Solazyme is a South San Francisco company that makes oil from microalgae. Instead of providing sunlight and carbon dioxide for direct photosynthesis, Solazyme feeds the algae sugars from various biomass feedstocks in the absence of light using fermentation tanks.
The facility will take advantage of Brazil’s plentiful sugar cane and feed sugar cane juice to the algae to produce on the order of 100,000 metric tons of triglyceride oils a year.
Using Cleantech PatentEdge™, I found Solazyme’s U.S. Patent No. 7,935,515 (’515 Patent), which is entitled “Recombinant microalgae cells producing novel oils” and relates to making triglycerides out of sugar cane.
In particular, the ’515 Patent is directed to genetically altered microalgae cells of the genus Prototheca having exogenous genes encoding various enzymes in the biochemical pathway from sucrose to fatty acids.
One of the enzymes recited in independent claim 1 is sucrose invertase, which hydrolyzes sucrose to glucose and fructose.
Other enzymes in claim 1 include a fatty acyl-ACP thioesterase, which hydrolyzes a fatty acyl-ACP substrate, a fatty acyl-CoA aldehyde reductase, which reduces a fatty acyl-CoA molecule to a primary alcohol, a fatty acyl-CoA reductase, which reduces a fatty acyl-CoA molecule to an aldehyde, and a fatty aldehyde decarbonylase, which converts a fatty aldehyde to an alkane or alkene.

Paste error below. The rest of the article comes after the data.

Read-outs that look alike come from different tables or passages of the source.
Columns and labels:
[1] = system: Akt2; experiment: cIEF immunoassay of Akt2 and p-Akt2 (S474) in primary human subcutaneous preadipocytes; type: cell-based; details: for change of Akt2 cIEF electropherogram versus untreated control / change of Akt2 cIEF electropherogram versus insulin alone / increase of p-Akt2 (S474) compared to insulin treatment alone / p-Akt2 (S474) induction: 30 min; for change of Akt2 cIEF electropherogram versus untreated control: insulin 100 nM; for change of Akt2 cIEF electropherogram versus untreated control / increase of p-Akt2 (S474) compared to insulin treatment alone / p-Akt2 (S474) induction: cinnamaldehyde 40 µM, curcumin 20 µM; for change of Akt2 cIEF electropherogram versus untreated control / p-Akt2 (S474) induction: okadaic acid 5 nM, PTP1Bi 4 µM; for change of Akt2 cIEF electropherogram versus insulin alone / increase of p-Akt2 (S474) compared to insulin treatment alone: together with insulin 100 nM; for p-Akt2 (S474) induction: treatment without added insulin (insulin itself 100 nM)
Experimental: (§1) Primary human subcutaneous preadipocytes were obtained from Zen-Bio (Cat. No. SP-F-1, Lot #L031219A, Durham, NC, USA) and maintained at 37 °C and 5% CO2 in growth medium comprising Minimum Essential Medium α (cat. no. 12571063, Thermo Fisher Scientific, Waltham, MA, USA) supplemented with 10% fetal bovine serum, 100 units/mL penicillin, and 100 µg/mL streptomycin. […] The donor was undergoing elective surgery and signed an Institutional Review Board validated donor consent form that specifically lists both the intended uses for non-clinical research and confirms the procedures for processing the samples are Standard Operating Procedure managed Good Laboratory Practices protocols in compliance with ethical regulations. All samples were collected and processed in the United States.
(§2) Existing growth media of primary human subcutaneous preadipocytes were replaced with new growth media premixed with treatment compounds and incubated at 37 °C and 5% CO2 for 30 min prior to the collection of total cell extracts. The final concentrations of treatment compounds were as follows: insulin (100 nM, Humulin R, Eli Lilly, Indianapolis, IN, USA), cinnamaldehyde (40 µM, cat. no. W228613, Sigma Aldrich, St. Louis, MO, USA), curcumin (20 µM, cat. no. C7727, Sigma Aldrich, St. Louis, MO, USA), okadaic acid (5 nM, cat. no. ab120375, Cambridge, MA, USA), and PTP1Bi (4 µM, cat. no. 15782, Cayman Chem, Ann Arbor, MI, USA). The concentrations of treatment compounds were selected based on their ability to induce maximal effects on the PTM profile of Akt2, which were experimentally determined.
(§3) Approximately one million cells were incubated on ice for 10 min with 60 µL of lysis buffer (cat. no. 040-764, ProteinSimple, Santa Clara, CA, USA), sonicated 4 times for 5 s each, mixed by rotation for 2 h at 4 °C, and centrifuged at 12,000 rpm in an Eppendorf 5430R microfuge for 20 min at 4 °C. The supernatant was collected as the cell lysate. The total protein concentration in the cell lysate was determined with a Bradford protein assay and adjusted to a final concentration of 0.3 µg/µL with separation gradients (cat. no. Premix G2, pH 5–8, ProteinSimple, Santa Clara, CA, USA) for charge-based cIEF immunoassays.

The ’515 Patent also describes and claims methods of manufacturing triglyceride oils using sugar cane or sugar beets as the feedstock in a heterotrophic (growing in the dark) fermentation.
For example, independent claim 11 is directed to a cell with a thioesterase gene encoding a fatty acyl-ACP thioesterase, with claim 18 reciting a method of cultivating the cell under heterotrophic conditions to make a triglyceride composition using sucrose as a carbon source.
Solazyme is not the first U.S. biofuels company to find Brazil’s sugar and biofuels production ability very sweet, and is also not the first to partner with Bunge. In December 2009 Fremont, California-based Amyris Biotechnologies announced that it had entered letters of intent with Brazilian sugar and ethanol producers, including Bunge, to produce renewable chemicals and fuels.
This trend is one example of tech transfer between U.S. clean tech innovators on the one hand and emerging market and developing country partners on the other hand and belies claims by Brazil, China and other developing nations that IP rights are acting as a barrier to international transfer of clean technologies (see China View article here and my previous post here).